3. Why would you be perfect for this role?
  4. What is unique about you?
  5. Where did you find us?

These videos give us a much better idea of who someone is rather than sifting through a stack of resumes. We get to see their personality, attention to detail and communication skills, all of which are critical components of any job, although what we’re looking for varies by position.

After we’ve gathered a sufficient number of videos, we pull two-three people from our team to watch them. We rate the applicants on a five-point scale.

This ranges from 1, meaning they don’t fit at all, to 5, a perfect fit. Based on the team’s feedback, we shortlist a number of candidates and send each of them a DISC assessment.

Step four: complete a DISC assessment

A DISC assessment is a personality test that divides people into four groups, D-I-S-C. “D’s” value results and drive change and innovation. “I’s” are very likable, love people, and foster amazing relationships. “S” types are steady, patient and thorough. Finally, “C’s” are detail-oriented and don’t mind repetitive tasks others might find boring.

None of these are better than the other, but each role requires a different personality. We try to develop a very clear picture of what the DISC assessment should look like for the ideal candidate for each position.

There’s nothing magical about the DISC assessment, but it’s very reliable. On a few occasions we’ve deviated from our parameters, hoping for an exception. Usually, we should’ve stayed with our original requirements.

Step five: the group interview

Once we’ve narrowed the group by ideal personality types, we schedule group interviews. These are always done face-to-face, whether they’re in-person or over video conferencing. We pull in the department manager, several team members from the department and at least one other person in an objective role, like the HR manager or chief operations officer.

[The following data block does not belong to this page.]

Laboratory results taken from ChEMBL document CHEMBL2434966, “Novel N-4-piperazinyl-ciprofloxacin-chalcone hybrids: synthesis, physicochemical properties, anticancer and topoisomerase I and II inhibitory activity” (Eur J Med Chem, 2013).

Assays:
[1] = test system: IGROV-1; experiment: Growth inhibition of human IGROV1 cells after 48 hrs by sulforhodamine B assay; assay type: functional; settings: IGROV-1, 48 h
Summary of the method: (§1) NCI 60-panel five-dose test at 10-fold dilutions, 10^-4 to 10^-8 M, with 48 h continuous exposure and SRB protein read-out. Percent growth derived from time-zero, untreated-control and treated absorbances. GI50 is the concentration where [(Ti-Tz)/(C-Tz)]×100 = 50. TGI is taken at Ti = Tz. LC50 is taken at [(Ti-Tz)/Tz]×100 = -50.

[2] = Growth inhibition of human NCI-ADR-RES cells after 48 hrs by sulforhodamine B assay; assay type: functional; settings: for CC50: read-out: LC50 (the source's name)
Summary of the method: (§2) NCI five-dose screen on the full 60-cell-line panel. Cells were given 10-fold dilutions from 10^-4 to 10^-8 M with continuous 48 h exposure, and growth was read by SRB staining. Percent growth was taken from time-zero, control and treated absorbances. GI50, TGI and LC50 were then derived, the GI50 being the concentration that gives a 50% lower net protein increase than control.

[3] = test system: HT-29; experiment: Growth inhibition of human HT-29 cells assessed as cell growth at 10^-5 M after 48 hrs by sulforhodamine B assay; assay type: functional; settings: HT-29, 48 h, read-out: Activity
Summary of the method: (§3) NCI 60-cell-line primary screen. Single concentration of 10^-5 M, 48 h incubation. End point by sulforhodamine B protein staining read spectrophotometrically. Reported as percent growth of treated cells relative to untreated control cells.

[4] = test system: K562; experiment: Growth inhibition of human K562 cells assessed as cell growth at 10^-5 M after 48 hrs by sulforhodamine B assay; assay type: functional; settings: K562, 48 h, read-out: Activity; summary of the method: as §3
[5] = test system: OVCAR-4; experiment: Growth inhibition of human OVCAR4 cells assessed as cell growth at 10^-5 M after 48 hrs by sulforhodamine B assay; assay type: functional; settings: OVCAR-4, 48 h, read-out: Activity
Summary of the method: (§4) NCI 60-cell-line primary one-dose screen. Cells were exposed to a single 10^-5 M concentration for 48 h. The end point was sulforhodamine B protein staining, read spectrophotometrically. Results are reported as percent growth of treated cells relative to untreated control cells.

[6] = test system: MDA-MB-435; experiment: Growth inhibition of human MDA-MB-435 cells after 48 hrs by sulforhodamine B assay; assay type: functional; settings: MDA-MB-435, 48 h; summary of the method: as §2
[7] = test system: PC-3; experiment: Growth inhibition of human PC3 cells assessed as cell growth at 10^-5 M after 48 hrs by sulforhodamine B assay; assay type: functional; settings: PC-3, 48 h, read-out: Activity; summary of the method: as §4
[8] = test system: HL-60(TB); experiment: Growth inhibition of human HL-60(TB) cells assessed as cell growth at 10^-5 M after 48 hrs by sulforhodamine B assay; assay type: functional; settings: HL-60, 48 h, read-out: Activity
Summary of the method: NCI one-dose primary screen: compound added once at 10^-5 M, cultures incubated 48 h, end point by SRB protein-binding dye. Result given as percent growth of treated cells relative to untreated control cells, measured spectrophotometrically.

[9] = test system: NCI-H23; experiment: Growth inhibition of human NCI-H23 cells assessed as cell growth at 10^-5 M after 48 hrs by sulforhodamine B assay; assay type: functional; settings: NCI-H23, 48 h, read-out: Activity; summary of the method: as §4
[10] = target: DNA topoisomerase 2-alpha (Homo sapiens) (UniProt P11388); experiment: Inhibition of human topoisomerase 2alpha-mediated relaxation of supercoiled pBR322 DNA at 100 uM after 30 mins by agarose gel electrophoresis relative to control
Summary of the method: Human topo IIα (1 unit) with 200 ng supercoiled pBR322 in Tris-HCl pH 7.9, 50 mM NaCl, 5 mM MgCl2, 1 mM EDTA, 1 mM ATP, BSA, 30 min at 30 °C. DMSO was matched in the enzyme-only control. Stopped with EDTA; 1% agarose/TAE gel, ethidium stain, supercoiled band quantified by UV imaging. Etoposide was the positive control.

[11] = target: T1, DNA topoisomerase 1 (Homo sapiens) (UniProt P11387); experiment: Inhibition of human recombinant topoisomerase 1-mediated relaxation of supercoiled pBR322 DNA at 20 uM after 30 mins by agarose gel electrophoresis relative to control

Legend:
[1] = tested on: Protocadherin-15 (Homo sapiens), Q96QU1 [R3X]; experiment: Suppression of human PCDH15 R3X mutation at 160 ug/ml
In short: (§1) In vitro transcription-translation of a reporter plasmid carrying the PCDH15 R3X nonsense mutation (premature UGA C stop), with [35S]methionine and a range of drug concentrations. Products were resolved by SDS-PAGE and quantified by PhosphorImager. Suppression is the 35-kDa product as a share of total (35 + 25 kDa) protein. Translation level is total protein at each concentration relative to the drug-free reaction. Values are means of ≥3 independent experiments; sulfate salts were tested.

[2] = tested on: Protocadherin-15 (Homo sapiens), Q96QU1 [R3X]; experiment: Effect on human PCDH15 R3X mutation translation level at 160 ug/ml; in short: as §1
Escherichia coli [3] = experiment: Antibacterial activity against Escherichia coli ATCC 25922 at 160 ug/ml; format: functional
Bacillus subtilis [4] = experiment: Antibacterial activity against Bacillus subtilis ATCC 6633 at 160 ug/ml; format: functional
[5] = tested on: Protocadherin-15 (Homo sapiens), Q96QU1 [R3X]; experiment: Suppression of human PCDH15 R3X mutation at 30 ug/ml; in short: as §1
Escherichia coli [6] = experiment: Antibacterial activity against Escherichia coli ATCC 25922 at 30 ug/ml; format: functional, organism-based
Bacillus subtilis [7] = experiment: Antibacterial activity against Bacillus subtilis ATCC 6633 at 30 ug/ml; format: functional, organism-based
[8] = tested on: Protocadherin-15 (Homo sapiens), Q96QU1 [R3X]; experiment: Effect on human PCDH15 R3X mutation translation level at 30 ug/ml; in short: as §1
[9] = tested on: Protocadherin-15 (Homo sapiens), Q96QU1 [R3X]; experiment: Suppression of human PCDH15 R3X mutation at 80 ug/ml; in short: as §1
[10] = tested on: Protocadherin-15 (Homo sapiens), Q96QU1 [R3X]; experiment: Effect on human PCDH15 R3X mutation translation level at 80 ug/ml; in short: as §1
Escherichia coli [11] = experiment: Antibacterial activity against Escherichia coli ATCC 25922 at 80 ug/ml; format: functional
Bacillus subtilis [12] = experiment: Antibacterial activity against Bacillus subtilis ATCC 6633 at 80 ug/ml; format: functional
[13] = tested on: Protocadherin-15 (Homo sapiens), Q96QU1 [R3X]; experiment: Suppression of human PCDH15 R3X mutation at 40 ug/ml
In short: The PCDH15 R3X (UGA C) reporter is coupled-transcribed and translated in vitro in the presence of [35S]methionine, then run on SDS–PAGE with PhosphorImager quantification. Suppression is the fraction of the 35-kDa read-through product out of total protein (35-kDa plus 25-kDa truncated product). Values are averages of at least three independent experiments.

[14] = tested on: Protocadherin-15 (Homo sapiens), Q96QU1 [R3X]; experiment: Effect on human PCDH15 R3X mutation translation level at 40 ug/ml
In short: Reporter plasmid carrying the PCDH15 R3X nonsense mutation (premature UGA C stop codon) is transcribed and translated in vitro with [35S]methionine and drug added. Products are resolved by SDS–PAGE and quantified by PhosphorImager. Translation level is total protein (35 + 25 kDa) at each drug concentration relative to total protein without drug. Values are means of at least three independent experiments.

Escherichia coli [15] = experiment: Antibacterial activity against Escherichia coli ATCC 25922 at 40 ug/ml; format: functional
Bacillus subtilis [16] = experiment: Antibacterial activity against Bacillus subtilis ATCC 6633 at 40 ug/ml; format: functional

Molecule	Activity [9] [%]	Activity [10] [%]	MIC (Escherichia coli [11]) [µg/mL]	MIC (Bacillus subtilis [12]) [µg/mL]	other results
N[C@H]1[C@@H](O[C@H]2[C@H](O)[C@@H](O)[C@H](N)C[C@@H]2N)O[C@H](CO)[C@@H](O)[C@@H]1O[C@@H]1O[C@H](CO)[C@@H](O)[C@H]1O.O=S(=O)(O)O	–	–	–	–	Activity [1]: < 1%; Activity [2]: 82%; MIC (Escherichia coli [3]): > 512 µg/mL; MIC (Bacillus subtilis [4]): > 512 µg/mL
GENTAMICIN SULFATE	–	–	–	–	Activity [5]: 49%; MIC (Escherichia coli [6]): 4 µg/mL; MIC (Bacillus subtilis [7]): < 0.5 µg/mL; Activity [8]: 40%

Each member of the interview team rates the applicant on a five-star scale in five different areas: cultural fit, DISC fit, hard skills, soft skills and enthusiasm for the role. We want the ideal candidate, so any applicant who receives less than 23 stars is automatically eliminated.

After selecting the final two to three candidates, we ask for their salary expectations. This is a better way to determine a good fit than by publishing a salary range because you get insight into the candidate’s mind. Based on the results of these follow-ups, we decide who to hire.

Putting it all together

Hiring is a critical process and worth doing right the first time.

For this to work, you need to have a defined process with clear parameters and expectations, obtain buy-in from your team and intensely focus on finding the ideal fit.

The perfect hire will help grow your business by leaps and bounds, while a poor match will hold you back. Every hire is a fantastic opportunity to invest in your company’s future. Don’t waste it.

About the Author


Justin Livingston is a Master when it comes to building a global audience for your Transformation Business.

He’s worked as a primary consultant behind the scenes of some of the largest personal development companies in the world, and currently coaches many of the Biggest Leaders in the Transformation Industry.

His client list includes Bill Baren, T. Harv Eker, Christian Mickelsen, Callan Rush, Sharla Jacobs, Eben Pagan, Ryan Eliason, Melinda Cohan, Kate Steinbacher, Rich German, Milana Leshinsky, Jeanna Gabellini, Vrinda Normand, Ted McGrath, Elizabeth Purvis … and so many more!!